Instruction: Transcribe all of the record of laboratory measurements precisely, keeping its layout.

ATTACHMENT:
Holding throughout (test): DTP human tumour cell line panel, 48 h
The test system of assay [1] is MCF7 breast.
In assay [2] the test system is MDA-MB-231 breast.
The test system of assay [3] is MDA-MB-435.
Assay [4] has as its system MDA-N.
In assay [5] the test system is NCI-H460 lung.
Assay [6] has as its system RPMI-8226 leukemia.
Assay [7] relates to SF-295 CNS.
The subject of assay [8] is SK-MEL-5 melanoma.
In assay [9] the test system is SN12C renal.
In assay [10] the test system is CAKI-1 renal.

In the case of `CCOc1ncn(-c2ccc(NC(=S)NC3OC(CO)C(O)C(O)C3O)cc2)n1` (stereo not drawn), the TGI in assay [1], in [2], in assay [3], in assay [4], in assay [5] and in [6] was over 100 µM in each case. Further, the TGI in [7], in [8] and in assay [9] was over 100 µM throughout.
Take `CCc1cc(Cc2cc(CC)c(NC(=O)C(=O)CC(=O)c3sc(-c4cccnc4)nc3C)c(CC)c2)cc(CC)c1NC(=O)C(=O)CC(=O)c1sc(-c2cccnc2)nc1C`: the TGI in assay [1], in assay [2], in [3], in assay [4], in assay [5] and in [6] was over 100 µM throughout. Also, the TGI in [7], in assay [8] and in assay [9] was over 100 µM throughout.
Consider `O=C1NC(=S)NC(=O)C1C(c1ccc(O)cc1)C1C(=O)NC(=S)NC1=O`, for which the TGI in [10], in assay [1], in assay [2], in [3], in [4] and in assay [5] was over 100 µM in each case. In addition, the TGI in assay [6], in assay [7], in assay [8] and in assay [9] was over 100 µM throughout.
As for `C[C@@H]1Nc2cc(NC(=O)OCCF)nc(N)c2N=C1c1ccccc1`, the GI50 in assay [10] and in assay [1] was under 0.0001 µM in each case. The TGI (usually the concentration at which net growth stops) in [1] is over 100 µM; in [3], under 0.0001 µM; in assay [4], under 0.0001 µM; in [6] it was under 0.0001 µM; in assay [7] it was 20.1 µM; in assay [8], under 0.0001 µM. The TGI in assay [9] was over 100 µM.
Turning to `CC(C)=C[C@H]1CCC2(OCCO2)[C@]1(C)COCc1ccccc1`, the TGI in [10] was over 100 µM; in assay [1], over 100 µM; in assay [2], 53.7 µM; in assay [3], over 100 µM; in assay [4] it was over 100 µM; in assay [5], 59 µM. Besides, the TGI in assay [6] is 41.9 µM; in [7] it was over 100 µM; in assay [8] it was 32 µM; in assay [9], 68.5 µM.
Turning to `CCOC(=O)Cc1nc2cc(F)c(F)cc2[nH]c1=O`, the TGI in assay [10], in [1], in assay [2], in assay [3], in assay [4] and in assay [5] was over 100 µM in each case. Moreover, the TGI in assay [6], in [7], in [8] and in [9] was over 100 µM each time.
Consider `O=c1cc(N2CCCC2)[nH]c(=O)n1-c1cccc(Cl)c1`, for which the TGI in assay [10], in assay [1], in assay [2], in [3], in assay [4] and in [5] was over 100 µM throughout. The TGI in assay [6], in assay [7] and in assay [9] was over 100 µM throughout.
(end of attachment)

Holding throughout (test): DTP human tumour cell line panel, 48 h
The test system of assay [1] is MCF7 breast.
In assay [2] the test system is MDA-MB-231 breast.
The test system of assay [3] is MDA-MB-435.
Assay [4] has as its system MDA-N.
In assay [5] the test system is NCI-H460 lung.
Assay [6] has as its system RPMI-8226 leukemia.
Assay [7] relates to SF-295 CNS.
The subject of assay [8] is SK-MEL-5 melanoma.
In assay [9] the test system is SN12C renal.
In assay [10] the test system is CAKI-1 renal.

In the case of `CCOc1ncn(-c2ccc(NC(=S)NC3OC(CO)C(O)C(O)C3O)cc2)n1` (stereo not drawn), the TGI in assay [1], in [2], in assay [3], in assay [4], in assay [5] and in [6] was over 100 µM in each case. Further, the TGI in [7], in [8] and in assay [9] was over 100 µM throughout.
Take `CCc1cc(Cc2cc(CC)c(NC(=O)C(=O)CC(=O)c3sc(-c4cccnc4)nc3C)c(CC)c2)cc(CC)c1NC(=O)C(=O)CC(=O)c1sc(-c2cccnc2)nc1C`: the TGI in assay [1], in assay [2], in [3], in assay [4], in assay [5] and in [6] was over 100 µM throughout. Also, the TGI in [7], in assay [8] and in assay [9] was over 100 µM throughout.
Consider `O=C1NC(=S)NC(=O)C1C(c1ccc(O)cc1)C1C(=O)NC(=S)NC1=O`, for which the TGI in [10], in assay [1], in assay [2], in [3], in [4] and in assay [5] was over 100 µM in each case. In addition, the TGI in assay [6], in assay [7], in assay [8] and in assay [9] was over 100 µM throughout.
As for `C[C@@H]1Nc2cc(NC(=O)OCCF)nc(N)c2N=C1c1ccccc1`, the GI50 in assay [10] and in assay [1] was under 0.0001 µM in each case. The TGI (usually the concentration at which net growth stops) in [1] is over 100 µM; in [3], under 0.0001 µM; in assay [4], under 0.0001 µM; in [6] it was under 0.0001 µM; in assay [7] it was 20.1 µM; in assay [8], under 0.0001 µM. The TGI in assay [9] was over 100 µM.
Turning to `CC(C)=C[C@H]1CCC2(OCCO2)[C@]1(C)COCc1ccccc1`, the TGI in [10] was over 100 µM; in assay [1], over 100 µM; in assay [2], 53.7 µM; in assay [3], over 100 µM; in assay [4] it was over 100 µM; in assay [5], 59 µM. Besides, the TGI in assay [6] is 41.9 µM; in [7] it was over 100 µM; in assay [8] it was 32 µM; in assay [9], 68.5 µM.
Turning to `CCOC(=O)Cc1nc2cc(F)c(F)cc2[nH]c1=O`, the TGI in assay [10], in [1], in assay [2], in assay [3], in assay [4] and in assay [5] was over 100 µM in each case. Moreover, the TGI in assay [6], in [7], in [8] and in [9] was over 100 µM each time.
Consider `O=c1cc(N2CCCC2)[nH]c(=O)n1-c1cccc(Cl)c1`, for which the TGI in assay [10], in assay [1], in assay [2], in [3], in assay [4] and in [5] was over 100 µM throughout. The TGI in assay [6], in assay [7] and in assay [9] was over 100 µM throughout.